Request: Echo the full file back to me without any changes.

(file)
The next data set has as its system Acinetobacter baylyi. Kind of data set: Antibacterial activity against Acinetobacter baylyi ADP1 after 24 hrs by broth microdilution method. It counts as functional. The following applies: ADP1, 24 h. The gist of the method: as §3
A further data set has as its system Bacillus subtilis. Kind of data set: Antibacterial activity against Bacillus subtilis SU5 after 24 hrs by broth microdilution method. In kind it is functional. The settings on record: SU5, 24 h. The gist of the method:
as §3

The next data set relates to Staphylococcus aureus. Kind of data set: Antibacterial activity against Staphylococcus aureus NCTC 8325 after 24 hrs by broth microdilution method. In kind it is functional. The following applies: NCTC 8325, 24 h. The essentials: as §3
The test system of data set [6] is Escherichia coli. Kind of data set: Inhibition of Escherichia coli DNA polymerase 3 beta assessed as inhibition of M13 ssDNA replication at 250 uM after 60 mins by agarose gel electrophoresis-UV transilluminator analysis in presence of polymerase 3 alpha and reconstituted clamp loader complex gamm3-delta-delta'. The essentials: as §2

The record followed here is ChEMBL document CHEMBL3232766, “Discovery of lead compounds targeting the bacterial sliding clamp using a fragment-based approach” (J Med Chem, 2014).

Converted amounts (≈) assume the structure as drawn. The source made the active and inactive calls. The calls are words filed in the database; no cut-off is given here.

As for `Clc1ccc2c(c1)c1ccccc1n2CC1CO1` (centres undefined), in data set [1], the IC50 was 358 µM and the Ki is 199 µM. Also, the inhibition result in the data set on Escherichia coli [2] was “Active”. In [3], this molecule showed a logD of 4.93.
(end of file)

The next data set has as its system Acinetobacter baylyi. Kind of data set: Antibacterial activity against Acinetobacter baylyi ADP1 after 24 hrs by broth microdilution method. It counts as functional. The following applies: ADP1, 24 h. The gist of the method: as §3
A further data set has as its system Bacillus subtilis. Kind of data set: Antibacterial activity against Bacillus subtilis SU5 after 24 hrs by broth microdilution method. In kind it is functional. The settings on record: SU5, 24 h. The gist of the method:
as §3

The next data set relates to Staphylococcus aureus. Kind of data set: Antibacterial activity against Staphylococcus aureus NCTC 8325 after 24 hrs by broth microdilution method. In kind it is functional. The following applies: NCTC 8325, 24 h. The essentials: as §3
The test system of data set [6] is Escherichia coli. Kind of data set: Inhibition of Escherichia coli DNA polymerase 3 beta assessed as inhibition of M13 ssDNA replication at 250 uM after 60 mins by agarose gel electrophoresis-UV transilluminator analysis in presence of polymerase 3 alpha and reconstituted clamp loader complex gamm3-delta-delta'. The essentials: as §2

The record followed here is ChEMBL document CHEMBL3232766, “Discovery of lead compounds targeting the bacterial sliding clamp using a fragment-based approach” (J Med Chem, 2014).

Converted amounts (≈) assume the structure as drawn. The source made the active and inactive calls. The calls are words filed in the database; no cut-off is given here.

As for `Clc1ccc2c(c1)c1ccccc1n2CC1CO1` (centres undefined), in data set [1], the IC50 was 358 µM and the Ki is 199 µM. Also, the inhibition result in the data set on Escherichia coli [2] was “Active”. In [3], this molecule showed a logD of 4.93.